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Thread: Want to help me plan a menu for 200 Homeless Folks?

  1. #1

    Want to help me plan a menu for 200 Homeless Folks?

    Our church often cooks for a homeless shelter (bi-monthly). To make a long story short, I kinda volunteered myself and my mom to head up next month's meal.

    We need to come up with a meal plan for 200 in addition to food shopping and recruiting additional cooks and servers! To offset the cost to the church I was planning to ask area grocery stores (including Whole Foods and Trader Joe's) for food donations.

    Armed with a few preliminary ideas, I was hoping you would help me brainstorm healthy and economical meal ideas that can be made a few days ahead and reheated.

    Here are some of my early ideas for the main entree:

    1. Several hams (ideally donated by local stores) and scalloped or au gratin potatoes.

    2. Chicken pot pie (made in large pans)

    3. Roasted or baked chicken (breasts, thighs, legs, etc...)...what sort of recipe, I don't know.

    Sides could include veggies and salad. For dessert, I was thinking about apple crisp.

    I would love to hear your menu ideas and learn from the experience of others who had similar experiences!

    TIA!

  2. #2

    Cool

    A few years back, I remember assisting with a similar meal. One fellow in our parish had a very good recipe for Brunswick Stew (which he was supposed to share and never did ) and I thought at the time it was a good, nutritious choice. (His was chicken with veggies rather than other types of game) I believe we served that with rolls, a salad and what I seem to recall was chocolate cake. (I'm thinking something like CL's Texas Sheet Cake might go over well.)

    Whatever you end up making I'm confident will be very much appreciated. Best of luck to you!

  3. #3
    Whether you are cooking for 200 homeless folks or 200 middle class homeowners, I think the logistics will be the same. The same sort of food you would prepare for one group of 200 would surely be appreciated by the other. Home cooked food is always appreciated. Kudos to you for volunteering your time and efforts and best wishes for success with your dinner.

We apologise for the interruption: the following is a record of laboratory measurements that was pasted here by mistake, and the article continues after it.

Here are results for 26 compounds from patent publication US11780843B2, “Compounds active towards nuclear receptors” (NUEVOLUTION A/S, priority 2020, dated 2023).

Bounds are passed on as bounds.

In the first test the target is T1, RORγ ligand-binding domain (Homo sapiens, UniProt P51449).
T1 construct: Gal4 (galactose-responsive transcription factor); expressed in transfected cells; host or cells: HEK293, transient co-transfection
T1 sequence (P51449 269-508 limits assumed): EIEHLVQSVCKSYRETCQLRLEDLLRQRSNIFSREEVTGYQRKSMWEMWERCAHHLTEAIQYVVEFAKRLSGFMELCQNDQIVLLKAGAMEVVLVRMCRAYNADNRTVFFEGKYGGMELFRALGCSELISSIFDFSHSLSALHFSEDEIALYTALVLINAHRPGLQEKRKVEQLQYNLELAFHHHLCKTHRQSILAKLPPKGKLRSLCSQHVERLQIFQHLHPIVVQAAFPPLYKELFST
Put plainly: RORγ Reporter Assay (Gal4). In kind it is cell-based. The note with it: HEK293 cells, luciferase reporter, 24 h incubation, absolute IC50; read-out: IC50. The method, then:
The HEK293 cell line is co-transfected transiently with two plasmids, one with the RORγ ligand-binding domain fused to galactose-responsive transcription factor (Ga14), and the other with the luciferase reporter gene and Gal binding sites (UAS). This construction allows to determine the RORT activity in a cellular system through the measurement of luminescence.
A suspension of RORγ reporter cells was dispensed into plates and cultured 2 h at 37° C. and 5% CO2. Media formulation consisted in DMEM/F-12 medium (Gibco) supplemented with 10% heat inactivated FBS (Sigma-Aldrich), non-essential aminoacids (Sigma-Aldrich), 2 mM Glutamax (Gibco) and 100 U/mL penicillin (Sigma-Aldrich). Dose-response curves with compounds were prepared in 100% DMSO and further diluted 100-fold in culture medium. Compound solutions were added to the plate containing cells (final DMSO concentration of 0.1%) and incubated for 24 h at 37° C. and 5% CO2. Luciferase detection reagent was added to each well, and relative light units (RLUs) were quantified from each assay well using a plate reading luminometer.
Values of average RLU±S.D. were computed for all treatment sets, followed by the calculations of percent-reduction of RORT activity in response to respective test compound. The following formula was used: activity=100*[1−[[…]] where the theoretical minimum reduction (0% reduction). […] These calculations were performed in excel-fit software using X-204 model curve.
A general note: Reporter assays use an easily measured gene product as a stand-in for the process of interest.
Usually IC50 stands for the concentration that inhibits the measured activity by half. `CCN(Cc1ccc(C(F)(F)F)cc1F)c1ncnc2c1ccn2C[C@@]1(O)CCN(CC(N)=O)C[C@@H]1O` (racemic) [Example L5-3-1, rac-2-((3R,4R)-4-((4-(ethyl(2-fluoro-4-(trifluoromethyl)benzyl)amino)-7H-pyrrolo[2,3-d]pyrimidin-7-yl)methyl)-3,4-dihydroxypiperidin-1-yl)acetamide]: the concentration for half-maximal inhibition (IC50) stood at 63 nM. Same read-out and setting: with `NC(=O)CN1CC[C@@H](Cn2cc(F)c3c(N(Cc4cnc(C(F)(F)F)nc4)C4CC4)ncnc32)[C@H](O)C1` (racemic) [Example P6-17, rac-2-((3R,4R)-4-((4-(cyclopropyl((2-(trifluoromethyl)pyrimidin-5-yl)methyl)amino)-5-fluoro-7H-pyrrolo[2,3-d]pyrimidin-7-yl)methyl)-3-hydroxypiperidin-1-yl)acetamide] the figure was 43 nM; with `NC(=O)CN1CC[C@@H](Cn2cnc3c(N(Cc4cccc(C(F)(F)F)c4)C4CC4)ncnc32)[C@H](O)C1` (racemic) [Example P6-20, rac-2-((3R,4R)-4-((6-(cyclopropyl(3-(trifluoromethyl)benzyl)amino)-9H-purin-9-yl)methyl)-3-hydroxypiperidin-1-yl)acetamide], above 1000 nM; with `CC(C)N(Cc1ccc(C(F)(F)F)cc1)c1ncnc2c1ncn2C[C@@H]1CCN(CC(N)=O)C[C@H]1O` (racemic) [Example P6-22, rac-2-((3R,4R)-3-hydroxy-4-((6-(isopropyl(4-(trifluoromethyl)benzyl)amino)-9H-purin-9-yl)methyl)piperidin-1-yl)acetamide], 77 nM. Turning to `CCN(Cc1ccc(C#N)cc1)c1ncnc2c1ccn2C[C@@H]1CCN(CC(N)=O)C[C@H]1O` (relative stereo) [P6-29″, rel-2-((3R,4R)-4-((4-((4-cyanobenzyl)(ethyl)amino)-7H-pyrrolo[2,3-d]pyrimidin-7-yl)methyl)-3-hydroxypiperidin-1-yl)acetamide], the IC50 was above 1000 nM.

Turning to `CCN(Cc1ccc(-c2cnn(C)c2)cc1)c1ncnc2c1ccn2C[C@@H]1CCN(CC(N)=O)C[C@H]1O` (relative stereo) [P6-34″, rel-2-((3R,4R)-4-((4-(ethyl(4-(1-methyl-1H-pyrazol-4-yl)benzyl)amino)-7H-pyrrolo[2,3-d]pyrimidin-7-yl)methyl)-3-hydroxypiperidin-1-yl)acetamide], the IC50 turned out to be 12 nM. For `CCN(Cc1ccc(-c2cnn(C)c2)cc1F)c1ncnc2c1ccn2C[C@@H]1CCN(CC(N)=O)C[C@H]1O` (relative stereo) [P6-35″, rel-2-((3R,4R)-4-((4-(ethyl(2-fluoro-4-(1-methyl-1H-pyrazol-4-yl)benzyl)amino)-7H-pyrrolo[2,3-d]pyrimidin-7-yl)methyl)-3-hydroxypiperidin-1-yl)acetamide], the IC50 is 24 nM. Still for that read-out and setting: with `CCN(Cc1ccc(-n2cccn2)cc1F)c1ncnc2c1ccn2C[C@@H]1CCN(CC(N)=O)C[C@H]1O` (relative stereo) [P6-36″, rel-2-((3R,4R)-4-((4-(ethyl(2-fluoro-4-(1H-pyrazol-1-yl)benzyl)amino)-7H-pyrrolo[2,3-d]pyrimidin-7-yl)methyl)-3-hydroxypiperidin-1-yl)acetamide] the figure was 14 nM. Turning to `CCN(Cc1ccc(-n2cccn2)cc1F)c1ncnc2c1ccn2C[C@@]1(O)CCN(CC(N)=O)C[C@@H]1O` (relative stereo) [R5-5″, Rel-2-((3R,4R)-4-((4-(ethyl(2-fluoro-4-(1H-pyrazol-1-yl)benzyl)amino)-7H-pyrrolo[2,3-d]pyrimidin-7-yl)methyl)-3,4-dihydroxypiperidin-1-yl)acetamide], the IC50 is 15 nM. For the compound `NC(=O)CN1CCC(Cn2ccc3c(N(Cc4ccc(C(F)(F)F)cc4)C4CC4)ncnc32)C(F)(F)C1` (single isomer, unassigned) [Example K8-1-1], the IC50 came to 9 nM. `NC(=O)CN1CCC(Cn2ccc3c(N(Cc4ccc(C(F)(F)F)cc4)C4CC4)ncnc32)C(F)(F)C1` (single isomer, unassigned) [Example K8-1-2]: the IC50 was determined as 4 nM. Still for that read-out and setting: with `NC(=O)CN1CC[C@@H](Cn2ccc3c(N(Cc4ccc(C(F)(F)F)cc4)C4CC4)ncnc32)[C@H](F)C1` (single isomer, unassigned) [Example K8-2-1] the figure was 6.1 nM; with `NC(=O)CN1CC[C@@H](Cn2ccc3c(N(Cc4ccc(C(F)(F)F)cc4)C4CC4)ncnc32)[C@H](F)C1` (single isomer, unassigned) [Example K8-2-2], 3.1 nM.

d
    "No one can make you feel inferior without your consent." Eleanor Roosevelt

  4. #4
    Gail & Deanna--thank you both for your comments.

    I know that this dinner should not vary from one that you would serve to a REALLY LARGE NUMBER of family or friends (i.e. serving fresh, wholesome homecooked food)!!

    The logistics of the thing is what scares me since I've never cooked for that many!!!

    Gail--I like your Brunswick stew suggestion. At first, I was thinking about doing a beef stew. DH thinks the people we are serving get enough stews and soups ("afterall, that's why they call it a soup kitchen" says he). Maybe he's right.

    Any other suggestions or opinions?

  5. #5
    Join Date
    Jan 2001
    Location
    San Ramon, CA
    Posts
    12,858
    The temple I belong to rotates with other churches/temples in the area to provide food for a shelter. What we do is ask approximately 8 - 10 people to provide a main course that will feed 8-10 people on a specific theme (lasagna, mexican, etc). Then another 8-10 people provide a side dish and a dessert (preferably fruit based). I realize that not everyone will have the same dinner this way, but that there is a lot of variety and it seems to work. Then another group (or the same people) serve and clean up.

    You would probably need to ask more people to cook or have them each cook a double portion since you are feeding 200 people.

    Keep in mind that this might be the only 'hot meal' the adults are receiving. You might ask if there are certain things that regualar show up for dinner and try and avoid them just so the people have variety.
    Democrats are Sexy. Who has ever heard of a good piece of elephant?

  6. #6
    Join Date
    Jan 2004
    Location
    New England
    Posts
    98
    First,kudos for doing this, what a good person you are.

    What about pasta? Maybe angel hair with marinara sauce? Then serve a salad and breadsticks. What about having different people make different desserts so not only do you have a variety but it distributes the workload. Pies could be made in advance and brought in when time to serve the meal.

    Does the church have a committee, which helps with this? What about annoucing it in the church flyer and recruiting volunteers?

    What about seeking donations from a Walmart Supercenter or Sam's club, even the items you have to buy maybe cheaper at those places.

    Good luck and keep us posted.